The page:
x Abu Dhabi, UAESaturday 20 January 2018

Romero can do a Cabrera

The Argentine golfer Andres Romero is aiming to put the disappointment of missing out on last year's British Open title behind him.

Andres Romero will look to emulate fellow Argentine Angel Cabrera to greatness.
Andres Romero will look to emulate fellow Argentine Angel Cabrera to greatness.

LOCH LOMOND // They are two holes that he has probably played innumerable times in his head. The 17th and 18th, or the 'Island' and 'Home' as they are better known at Carnoustie in the northern reaches of Scotland, are holes that will probably live with the dashing Andres Romero long after he has ceased whacking a golf ball around for a living.

The 136th staging of the event ended with Padraig Harringon clutching the Claret Jug after overcoming his European Ryder Cup colleague Sergio Garcia in a four-hole play-off last year, but it would not have reached such a stage if Romero had steadied himself. The Argentina golfer, known as 'Pigu', was draining putts as if he was attempting to throw marbles into the sea on a giddy Sunday afternoon last July.

Romero was leading by two strokes on nine under with two holes remaining after potting an outrageous 10 birdies. He had seemingly left the field in his slipstream, but seemed to encounter some sort of mental seizure. He went out of bounds on the 17th hole to suffer a double bogey before a closing bogey on the 18th saw him finish with a 67, and miss out on the play-off by one stroke. Was he too bold? Did he get too nervous? Should he be arriving in Royal Birkdale this morning as the defending Open champion? Those are just a smattering of the questions one imagines Romero has, in his quieter moments, asked himself when he recalls last year's happenings at the Open championship.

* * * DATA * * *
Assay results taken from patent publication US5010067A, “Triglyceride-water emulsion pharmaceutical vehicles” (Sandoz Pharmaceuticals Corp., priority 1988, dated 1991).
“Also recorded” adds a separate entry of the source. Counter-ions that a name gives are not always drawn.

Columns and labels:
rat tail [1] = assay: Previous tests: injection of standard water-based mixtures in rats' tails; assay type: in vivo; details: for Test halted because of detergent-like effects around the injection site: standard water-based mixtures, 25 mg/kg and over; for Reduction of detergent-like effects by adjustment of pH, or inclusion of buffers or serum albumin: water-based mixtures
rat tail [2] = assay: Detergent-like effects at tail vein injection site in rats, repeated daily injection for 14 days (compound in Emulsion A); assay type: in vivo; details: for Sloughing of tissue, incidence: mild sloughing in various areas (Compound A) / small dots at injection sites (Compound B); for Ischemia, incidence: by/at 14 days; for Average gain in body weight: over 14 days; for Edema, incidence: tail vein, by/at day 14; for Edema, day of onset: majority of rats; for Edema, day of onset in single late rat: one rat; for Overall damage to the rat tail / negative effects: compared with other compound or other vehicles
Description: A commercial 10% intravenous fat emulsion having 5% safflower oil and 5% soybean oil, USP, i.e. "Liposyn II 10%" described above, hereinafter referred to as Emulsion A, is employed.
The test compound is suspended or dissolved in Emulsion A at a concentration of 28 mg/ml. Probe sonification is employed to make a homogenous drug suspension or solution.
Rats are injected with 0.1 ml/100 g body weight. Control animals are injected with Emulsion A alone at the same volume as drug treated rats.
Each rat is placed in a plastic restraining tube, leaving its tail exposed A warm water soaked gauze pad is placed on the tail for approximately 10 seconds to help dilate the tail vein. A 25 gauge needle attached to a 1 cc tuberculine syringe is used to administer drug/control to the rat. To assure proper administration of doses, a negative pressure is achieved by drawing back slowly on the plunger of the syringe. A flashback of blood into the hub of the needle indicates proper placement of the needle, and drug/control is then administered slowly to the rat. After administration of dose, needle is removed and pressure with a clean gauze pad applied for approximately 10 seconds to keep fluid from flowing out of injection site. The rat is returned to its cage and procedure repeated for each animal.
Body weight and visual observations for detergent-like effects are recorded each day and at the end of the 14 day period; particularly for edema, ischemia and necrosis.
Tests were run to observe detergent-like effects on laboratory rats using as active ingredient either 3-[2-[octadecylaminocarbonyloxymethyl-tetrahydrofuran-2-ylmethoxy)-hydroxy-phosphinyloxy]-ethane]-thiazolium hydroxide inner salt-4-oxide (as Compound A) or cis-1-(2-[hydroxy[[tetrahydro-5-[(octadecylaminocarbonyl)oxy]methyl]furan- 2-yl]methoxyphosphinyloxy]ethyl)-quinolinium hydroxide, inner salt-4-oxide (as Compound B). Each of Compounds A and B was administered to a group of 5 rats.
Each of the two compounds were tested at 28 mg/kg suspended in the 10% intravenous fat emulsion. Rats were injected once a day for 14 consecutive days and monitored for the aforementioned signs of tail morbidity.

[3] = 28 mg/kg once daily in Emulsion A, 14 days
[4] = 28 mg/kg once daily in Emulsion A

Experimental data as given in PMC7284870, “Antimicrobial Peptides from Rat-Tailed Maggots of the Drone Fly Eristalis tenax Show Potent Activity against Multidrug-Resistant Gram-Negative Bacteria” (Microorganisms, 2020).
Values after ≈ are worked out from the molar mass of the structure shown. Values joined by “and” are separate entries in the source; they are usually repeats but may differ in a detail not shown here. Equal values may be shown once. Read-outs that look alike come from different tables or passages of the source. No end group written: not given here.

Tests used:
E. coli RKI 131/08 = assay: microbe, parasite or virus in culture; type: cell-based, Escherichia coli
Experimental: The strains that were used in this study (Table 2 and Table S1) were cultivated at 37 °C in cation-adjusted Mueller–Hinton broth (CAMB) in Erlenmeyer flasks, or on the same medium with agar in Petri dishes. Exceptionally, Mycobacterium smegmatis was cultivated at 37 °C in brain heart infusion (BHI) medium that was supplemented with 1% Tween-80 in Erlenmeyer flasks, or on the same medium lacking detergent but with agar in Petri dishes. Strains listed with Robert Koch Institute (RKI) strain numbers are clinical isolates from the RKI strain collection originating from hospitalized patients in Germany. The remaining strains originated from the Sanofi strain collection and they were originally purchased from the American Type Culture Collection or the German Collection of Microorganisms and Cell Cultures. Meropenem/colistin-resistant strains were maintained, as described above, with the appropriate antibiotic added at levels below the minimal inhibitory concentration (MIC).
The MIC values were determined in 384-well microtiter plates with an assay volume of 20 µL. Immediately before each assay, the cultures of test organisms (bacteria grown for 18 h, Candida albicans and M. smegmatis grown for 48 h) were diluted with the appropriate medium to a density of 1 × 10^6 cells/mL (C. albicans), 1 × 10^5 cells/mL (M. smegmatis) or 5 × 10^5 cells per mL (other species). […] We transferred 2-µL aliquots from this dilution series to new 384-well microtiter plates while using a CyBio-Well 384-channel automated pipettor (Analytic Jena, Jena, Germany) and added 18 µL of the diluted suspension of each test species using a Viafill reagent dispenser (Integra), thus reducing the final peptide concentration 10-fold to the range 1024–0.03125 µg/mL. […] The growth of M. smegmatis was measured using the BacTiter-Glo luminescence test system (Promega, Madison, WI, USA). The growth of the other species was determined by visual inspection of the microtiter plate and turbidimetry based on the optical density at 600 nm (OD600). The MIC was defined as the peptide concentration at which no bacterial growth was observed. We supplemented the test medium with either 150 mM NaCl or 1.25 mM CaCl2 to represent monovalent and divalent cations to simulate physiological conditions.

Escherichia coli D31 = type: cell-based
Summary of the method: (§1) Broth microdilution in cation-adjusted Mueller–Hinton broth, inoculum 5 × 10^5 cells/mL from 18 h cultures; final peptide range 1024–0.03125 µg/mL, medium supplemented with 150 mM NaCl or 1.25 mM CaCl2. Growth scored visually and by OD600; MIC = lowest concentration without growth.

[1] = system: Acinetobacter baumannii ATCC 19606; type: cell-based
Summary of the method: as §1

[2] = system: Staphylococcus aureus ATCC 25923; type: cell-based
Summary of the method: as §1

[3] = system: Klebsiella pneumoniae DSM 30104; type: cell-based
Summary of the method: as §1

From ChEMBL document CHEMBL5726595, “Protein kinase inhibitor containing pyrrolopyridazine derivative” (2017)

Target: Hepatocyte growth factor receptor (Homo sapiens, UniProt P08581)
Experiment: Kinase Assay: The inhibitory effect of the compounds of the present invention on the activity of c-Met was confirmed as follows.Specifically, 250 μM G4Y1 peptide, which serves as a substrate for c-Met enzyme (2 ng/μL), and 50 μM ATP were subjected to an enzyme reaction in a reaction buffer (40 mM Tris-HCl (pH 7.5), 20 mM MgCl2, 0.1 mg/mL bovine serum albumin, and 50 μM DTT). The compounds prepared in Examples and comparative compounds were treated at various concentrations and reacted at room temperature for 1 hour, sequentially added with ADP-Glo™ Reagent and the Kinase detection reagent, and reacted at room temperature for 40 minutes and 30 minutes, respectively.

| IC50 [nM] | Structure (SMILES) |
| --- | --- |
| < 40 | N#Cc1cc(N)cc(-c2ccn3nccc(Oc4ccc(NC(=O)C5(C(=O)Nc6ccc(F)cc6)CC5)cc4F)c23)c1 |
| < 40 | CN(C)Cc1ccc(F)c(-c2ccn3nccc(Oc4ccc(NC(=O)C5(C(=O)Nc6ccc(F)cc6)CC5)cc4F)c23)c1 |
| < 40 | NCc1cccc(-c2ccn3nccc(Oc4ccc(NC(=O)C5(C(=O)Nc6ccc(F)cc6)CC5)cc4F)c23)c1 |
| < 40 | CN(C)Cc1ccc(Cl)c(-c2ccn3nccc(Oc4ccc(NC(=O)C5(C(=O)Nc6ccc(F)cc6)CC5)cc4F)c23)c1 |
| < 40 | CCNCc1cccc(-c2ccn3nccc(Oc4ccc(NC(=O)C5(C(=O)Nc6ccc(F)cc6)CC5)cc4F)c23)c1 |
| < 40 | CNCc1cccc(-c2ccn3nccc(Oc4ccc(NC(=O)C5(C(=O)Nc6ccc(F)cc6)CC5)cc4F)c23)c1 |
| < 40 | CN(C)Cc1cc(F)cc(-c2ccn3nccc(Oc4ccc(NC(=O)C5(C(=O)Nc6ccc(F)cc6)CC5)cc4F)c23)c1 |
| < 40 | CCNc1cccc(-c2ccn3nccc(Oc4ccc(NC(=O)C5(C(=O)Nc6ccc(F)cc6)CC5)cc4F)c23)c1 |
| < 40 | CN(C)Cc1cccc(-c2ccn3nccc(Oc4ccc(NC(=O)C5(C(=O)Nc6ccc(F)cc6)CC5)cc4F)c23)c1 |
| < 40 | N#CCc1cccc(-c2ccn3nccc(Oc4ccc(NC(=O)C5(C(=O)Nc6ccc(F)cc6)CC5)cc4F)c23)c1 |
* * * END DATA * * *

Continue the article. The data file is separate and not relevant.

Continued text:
As we spoke after he finished his week at the Scottish Open on level par yesterday, it is clear that this cheerful character is over the mental scars of last year. He was probably over them a long time before now after he contrived to win his first tour event at the Deutsche Bank Players' Championship of Europe less than a week after his shenanigans at Carnoustie. But does his imminent return to the Open bring back memories of what might have been a year ago?

"Yes, of course, I think back," he admits. "Obviously, it was disappointing to miss out, but I was happy with how I played that week. It was a great experience for me, and I'm happy to be going back to play in such a great tournament this week. "I'm happy with how my game has been this week, tee to green, and I'm also satisfied with how my putting is on the greens. "I'm really looking forward to it after going so close last year. I'm a bit nervous too, but excited at the same time. We will just have to wait and see if I can play well."

The manicured fairways of Loch Lomond are some distance from Royal Birkdale, and so are the nature of both courses. The thought process of playing a links course rather than target golf are key elements in every Open. The elements can also be vindictive at the Open, and Romero appears to be aware that he will need luck on his side to go close again this week. "I very much like links golf, and I always feel that I play very well in the wind. I have not played at Birkdale yet, but I will be practicing with Angel Cabrera, so I'm looking forward to that," he admitted.

"I'm quite happy that Tiger is not there, as it will maybe give the rest of us a better chance this week. "But it depends on the weather, the wind and when it rains, and who has a lot of luck."

Romero has the game to claim the Open, of that there is no doubt. Yet one imagines it could get very sweaty if he finds himself clear of the field in the closing moments on Sunday night.

He will not want to be subjecting himself to similar questions in a year's time. @Email:dkane@thenational.ae